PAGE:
Feb. 21, 2022 – In the last edition of the Rotunda Report, part one of a two part series was published on the State Bar’s practice section legislative advocacy for the 2021-22 session. This article focuses on the remaining section issues and provides updates on recent legislative activity.
Governor Evers Addresses Legislature
Governor Evers spoke last week to the legislature and presented the annual State of the State address. Much of the Governor’s speech was focused on the state’s improved fiscal condition. In late January, the nonpartisan Legislative Fiscal Bureau reported that the state is projected to end the state’s fiscal year with a positive balance of $3.8 billion. Governor Evers presented his plan to spend much of that balance down with proposals including $150 rebates for residents, paying for a continued UW system tuition freeze, additional K-12 education spending and more.
The Governor’s call for a special session again was met with resistance from Republican leaders who control both houses of the Legislature. Republicans instead will likely adjourn the special session without any action on the Governor’s proposals and will instead wait until after the November elections. With only two weeks left in the 2021-22 session, almost all of the legislature’s attention will be on finishing any last minute legislation before adjourning general session.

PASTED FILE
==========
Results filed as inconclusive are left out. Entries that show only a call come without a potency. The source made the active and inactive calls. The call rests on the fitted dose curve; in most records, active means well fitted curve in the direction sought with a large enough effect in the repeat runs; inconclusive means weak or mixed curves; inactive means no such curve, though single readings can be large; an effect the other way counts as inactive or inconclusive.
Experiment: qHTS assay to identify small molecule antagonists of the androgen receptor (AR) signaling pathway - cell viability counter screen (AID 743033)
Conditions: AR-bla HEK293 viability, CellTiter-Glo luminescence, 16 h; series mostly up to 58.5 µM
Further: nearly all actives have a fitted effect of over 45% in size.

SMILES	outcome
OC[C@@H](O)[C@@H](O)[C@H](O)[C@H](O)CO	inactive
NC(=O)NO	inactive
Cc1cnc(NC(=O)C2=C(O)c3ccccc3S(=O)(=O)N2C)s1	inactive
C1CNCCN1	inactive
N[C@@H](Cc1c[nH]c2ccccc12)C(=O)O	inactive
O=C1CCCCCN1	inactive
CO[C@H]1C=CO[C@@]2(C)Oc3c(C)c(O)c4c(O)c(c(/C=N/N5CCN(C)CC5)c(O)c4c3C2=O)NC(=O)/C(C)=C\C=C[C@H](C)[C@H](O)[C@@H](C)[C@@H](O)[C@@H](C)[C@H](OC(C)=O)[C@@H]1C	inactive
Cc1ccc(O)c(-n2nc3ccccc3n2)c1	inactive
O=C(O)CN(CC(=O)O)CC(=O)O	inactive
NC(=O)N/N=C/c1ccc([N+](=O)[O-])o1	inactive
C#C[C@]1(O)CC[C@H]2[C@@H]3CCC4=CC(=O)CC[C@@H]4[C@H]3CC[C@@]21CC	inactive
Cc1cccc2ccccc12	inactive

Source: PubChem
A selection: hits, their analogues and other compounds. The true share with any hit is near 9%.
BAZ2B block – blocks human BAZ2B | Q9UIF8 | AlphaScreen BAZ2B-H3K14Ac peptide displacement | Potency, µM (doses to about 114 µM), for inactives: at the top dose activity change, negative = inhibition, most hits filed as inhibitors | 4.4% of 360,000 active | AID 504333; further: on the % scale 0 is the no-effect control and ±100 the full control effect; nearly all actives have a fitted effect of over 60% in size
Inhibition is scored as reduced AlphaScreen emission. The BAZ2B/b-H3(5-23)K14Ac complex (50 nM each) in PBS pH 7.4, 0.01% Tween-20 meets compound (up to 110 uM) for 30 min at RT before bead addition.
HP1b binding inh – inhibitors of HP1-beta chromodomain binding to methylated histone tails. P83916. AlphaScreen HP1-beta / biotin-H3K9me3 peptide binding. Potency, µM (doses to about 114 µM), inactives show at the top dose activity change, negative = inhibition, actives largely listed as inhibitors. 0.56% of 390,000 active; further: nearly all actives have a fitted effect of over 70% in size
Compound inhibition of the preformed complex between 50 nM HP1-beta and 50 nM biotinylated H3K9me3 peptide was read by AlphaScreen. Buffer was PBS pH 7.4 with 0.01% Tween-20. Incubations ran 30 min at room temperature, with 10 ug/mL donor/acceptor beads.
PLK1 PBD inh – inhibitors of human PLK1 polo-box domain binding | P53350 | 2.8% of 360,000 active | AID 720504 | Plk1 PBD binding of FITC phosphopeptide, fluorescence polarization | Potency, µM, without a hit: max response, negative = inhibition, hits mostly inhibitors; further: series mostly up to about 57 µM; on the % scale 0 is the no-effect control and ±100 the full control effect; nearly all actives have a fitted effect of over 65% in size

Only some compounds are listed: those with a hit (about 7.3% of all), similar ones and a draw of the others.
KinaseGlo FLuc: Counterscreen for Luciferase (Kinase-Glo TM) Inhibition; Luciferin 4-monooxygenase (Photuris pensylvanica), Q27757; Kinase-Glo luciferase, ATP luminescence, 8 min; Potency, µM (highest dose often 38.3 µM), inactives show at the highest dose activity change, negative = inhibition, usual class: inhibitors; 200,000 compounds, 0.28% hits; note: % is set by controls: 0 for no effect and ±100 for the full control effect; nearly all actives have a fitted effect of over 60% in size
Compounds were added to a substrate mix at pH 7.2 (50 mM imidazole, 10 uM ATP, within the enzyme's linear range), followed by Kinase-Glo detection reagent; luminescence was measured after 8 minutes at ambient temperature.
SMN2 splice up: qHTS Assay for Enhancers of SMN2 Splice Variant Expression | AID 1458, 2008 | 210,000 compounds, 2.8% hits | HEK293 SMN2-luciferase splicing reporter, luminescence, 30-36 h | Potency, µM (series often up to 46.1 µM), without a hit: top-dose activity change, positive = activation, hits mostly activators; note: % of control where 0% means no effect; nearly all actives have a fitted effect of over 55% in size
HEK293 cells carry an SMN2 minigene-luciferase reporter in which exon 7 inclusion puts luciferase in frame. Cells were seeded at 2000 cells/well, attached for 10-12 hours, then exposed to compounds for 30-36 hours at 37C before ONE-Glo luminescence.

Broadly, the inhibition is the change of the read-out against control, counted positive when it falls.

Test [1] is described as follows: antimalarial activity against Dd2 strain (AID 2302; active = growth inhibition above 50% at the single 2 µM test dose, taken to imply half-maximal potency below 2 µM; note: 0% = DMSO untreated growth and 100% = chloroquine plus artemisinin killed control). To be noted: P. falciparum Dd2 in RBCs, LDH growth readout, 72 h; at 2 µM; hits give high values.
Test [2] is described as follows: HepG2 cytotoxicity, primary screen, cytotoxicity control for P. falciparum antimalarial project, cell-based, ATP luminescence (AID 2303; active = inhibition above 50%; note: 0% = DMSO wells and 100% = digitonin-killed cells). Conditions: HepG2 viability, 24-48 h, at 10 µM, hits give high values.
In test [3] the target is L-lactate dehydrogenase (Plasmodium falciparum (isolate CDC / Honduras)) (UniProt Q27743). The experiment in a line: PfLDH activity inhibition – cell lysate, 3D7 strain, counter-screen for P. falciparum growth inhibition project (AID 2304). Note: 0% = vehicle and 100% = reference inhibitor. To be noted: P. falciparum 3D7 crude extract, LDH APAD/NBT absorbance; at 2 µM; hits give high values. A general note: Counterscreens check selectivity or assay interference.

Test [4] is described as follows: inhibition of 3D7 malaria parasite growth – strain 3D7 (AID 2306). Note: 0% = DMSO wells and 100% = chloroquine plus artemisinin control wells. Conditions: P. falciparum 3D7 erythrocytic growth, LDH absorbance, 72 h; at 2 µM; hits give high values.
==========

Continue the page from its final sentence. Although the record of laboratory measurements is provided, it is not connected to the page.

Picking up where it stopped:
Real Property, Probate and Trust
Cale Battles, is a government relations coordinator with the State Bar of Wisconsin. He can be reached by
email, or by phone at (608) 250-6077.
Lynne Davis, is a government relations coordinator with the State Bar of Wisconsin. She can be reached by
email, or by phone at (608) 852-3603.
The Real Property, Probate and Trust Board (RPPT) continues to be one of the more active sections in the lobbying program. The section works to draft and review a number of uniform laws and also is active and reactive to legislative efforts with both property and estate/probate issues. RPPT most recently testified on
Senate Bill 682 and as a result were able to support an amendment,
Senate Amendment 2, on exceptions to the 40-year recording requirement for recorded access easements. RPPT has also been active on legislation that would change Payable on Death provisions,
Assembly Bill 596/Senate Bill 596. Additional work that still might come this session includes additional updates to the Uniform Trust Code, Uniform Powers of Appointment and the Uniform Digital Property Act.
Elder Law and Special Needs
The Elder Law and Special Needs (ELSN) section continues to work on elder abuse issues. ELSN is opposed two legislative efforts,
Senate Bill 19/Assembly Bill 46, and
Senate Bill 20/Assembly Bill 45, which ELSN felt gave too much power to financial institutions to freeze assets of customers or reject valid Powers of Attorney documents. ELSN does support other elder abuse proposals including
Senate Bill 17/Assembly Bill 44 (now
2021 Wisconsin Act 76),
Senate Bill 18/Assembly Bill 43, and a proposal to study and establish ABLE Accounts in Wisconsin,
Senate Bill 158/Assembly Bill 167, which was signed by in early February by Governor Evers and is now
2021 Wisconsin Act 119.
The Family Law Section were extremely active in recommending updates to the legislature involving procedural and technical changes to ensure uniformity within Chapter 767. Having passed